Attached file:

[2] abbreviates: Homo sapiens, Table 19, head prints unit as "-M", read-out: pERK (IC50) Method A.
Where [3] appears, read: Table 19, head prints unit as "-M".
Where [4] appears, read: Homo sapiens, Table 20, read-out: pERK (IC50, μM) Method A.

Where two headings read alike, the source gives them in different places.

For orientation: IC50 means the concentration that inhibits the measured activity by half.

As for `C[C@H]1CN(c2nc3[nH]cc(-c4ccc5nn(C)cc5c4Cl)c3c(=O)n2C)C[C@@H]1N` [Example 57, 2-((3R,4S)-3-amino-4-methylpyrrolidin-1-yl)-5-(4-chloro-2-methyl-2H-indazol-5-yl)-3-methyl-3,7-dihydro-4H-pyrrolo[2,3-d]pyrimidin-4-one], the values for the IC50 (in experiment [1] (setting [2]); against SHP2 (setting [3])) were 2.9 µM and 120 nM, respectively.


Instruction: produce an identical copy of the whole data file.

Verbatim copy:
[2] abbreviates: Homo sapiens, Table 19, head prints unit as "-M", read-out: pERK (IC50) Method A.
Where [3] appears, read: Table 19, head prints unit as "-M".
Where [4] appears, read: Homo sapiens, Table 20, read-out: pERK (IC50, μM) Method A.

Where two headings read alike, the source gives them in different places.

For orientation: IC50 means the concentration that inhibits the measured activity by half.

As for `C[C@H]1CN(c2nc3[nH]cc(-c4ccc5nn(C)cc5c4Cl)c3c(=O)n2C)C[C@@H]1N` [Example 57, 2-((3R,4S)-3-amino-4-methylpyrrolidin-1-yl)-5-(4-chloro-2-methyl-2H-indazol-5-yl)-3-methyl-3,7-dihydro-4H-pyrrolo[2,3-d]pyrimidin-4-one], the values for the IC50 (in experiment [1] (setting [2]); against SHP2 (setting [3])) were 2.9 µM and 120 nM, respectively.